Liquidity and Capital Resources

We have experienced recurring losses and negative cash flows from operations.  Due to defaults under our credit agreement with Wells Fargo our credit lines were reduced to approximately $3.5 million as of July 2009, which was the level of the current outstanding loans and obligations at that time.  We also entered into a forbearance agreement with Wells Fargo pursuant to which Wells Fargo agreed to forebear from exercising its rights and remedies with respect to the existing defaults.  We were behind on our payments to vendors and had defaulted on several agreements due to non-payment resulting in declaring bankruptcy as further described in Item 1 Business.  

We have taken steps to improve profitability and liquidity by reducing our U.S. based employee headcount at both the corporate and plant operations level.  The reductions in force that occurred at various times throughout 2009 resulted in annualized savings of approximately $2.4 million.  In January 2010, an additional corporate reduction in force was enacted resulting in annualized savings of $0.8 million.  Effective January 1, 2010, we moved our corporate headquarters to less expensive office space resulting in yearly rent savings of approximately $1.2 million.  The combined effect of the cost cutting efforts total $4.4 million.

In the ongoing effort to improve profitability, significant emphasis will be placed on growing sales. The growth of revenues is expected to include the following:

 
·
growing sales in existing markets, including bulk SRB and rice bran oil;
 
·
aligning with strategic partners who can provide channels for additional sales of our products including rice bran oil extraction;
 
·
price increases; and
 
·
growing consumer retail product sales.

In the past we have turned to the equity markets for additional liquidity.  This was not a source of funds during 2010 and 2009 due to our financial position, the state of the equity markets and the bankruptcy filing.  However, exiting bankruptcy on November 30, 2010, combined with improving financial performance and equity market conditions, may allow us to raise equity funds in the future.  We intend to provide the necessary cash to continue operations through the monetization of certain assets, growth of sales, and possible equity financing transactions.  Asset monetizations may include some or all of the following:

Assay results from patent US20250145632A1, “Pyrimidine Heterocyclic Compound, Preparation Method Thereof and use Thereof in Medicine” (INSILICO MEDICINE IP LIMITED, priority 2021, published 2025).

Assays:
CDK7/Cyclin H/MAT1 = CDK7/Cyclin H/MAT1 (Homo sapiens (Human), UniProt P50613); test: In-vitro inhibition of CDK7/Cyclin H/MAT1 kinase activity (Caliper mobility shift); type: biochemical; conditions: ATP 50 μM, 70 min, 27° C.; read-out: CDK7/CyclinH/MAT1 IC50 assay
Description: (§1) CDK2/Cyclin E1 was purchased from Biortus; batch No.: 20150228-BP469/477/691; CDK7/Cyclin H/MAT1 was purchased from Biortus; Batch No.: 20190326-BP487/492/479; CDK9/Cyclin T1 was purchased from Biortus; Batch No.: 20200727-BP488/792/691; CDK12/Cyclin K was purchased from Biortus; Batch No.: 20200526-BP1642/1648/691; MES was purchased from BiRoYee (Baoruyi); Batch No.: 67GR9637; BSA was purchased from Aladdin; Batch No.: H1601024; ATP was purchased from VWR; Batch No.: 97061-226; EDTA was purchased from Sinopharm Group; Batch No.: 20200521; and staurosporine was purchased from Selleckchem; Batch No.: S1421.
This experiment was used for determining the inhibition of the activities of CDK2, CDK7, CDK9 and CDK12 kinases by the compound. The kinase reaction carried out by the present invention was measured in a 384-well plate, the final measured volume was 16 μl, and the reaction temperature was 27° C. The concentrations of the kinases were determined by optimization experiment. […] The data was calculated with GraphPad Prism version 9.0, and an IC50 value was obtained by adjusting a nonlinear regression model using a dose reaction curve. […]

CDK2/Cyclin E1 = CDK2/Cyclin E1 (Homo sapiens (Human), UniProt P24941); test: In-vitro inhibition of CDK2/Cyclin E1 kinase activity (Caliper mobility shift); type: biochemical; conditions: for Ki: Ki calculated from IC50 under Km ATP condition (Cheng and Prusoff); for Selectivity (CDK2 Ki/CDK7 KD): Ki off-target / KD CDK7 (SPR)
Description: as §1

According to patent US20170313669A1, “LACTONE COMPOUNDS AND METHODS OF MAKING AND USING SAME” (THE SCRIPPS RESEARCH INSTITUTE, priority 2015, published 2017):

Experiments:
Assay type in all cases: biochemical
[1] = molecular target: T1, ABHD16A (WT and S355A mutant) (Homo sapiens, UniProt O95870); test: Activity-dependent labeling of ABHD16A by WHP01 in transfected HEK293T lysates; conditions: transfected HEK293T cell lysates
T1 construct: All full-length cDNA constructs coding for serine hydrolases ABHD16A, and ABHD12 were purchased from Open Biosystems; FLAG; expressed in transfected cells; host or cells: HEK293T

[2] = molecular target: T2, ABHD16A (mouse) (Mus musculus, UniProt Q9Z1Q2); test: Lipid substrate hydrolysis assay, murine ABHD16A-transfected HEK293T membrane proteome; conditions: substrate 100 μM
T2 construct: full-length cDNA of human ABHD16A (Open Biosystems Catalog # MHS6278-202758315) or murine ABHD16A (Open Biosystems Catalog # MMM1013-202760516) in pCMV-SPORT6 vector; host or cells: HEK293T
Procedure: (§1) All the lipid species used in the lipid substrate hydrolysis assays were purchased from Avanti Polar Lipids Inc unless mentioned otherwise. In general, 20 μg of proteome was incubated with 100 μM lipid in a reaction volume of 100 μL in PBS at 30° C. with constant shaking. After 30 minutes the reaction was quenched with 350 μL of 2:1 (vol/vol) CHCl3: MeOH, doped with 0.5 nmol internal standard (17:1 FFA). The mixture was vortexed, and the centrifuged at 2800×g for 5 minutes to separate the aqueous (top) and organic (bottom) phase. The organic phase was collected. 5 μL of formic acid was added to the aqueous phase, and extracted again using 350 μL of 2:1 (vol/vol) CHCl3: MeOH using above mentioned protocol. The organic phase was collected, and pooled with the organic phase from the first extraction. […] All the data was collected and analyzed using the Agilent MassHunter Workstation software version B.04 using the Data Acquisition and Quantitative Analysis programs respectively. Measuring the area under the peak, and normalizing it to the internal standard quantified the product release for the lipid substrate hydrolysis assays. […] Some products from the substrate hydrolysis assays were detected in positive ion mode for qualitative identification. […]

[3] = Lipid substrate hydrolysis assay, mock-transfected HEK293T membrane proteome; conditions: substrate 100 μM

·
sale or a sale-lease back of certain facilities;
 
·
sale of a noncontrolling interest in one or more subsidiaries; or
 
·
sale of surplus equipment.

Some of these sales could result in additional non-cash write downs of asset values.  Although management believes that they will be able to obtain the funds necessary to continue as a going concern there can be no assurances that our efforts will prove successful.  Even if we are able to obtain required funds as described above, the terms of such transactions may not be favorable to us.

Our cash and cash equivalents were $0.5 million and $1.0 million at December 31, 2010, and 2009.

Cash used in operating activities was $7.3 million for 2010, compared to net cash used in operations of $8.8 million in 2009, an improvement of $1.4 million.  The improvement resulted primarily from the following cost reduction efforts:

 
·
the reductions in force that occurred at various times throughout 2009,
 
·
additional corporate reduction in force in January 2010, and
 
·
the move of our corporate headquarters to less expensive office space effective January 2010.

The impacts of these cost reduction efforts were offset by reductions relative to payments on accounts payable and accrued expenses.  Our general trade payables are more current as of December 31, 2010.  We were able to use a portion of the proceeds from the monetization of assets discussed in the next paragraph to meet our working capital needs.

 
32


Cash provided by investing activities was $9.3 million in 2010 and $5.3 million 2009.  Cash provided by investing activities in 2010 consisted of proceeds from the sales of trademarks, property, plant and equipment totaling $8.9 million.  These sales consisted of:

 
·
In March 2010, we sold the cereal equipment in the Phoenix, Arizona facility for $3.7 million.
 
·
In April 2010 we closed on the sale of the equine trademarks for $0.8 million;
 
·
In September 2010 we sold the Phoenix, Arizona facility for $4.5 million;

Cash used in financing activities for 2010 was $2.3 million and for 2009 was $0.5 million.  In 2010, we paid our Wells Fargo debt in full.  Irgovel’s debt increased as it drew on its working capital lines of credit.  Irgovel has working capital lines of credit secured by accounts receivables.  The interest rates range from 6.0% to 26.4% with maturities through June 2012.

Off-Balance Sheet Arrangements

We have not entered into any transactions with unconsolidated entities whereby we have financial guarantees, subordinated retained interests, derivative instruments or other contingent arrangements that expose us to material continuing risks, contingent liabilities, or any other obligation under a variable interest in an unconsolidated entity that provides financing and liquidity support or market risk or credit support risk to us.

Critical Accounting Policies

A summary of our significant accounting policies is included in Note 3 of Part II - Item 8, Financial Statements and Supplementary Data.  We believe the application of these accounting policies on a consistent basis will enable us to provide timely and reliable financial information about our earnings results, financial condition and cash flows.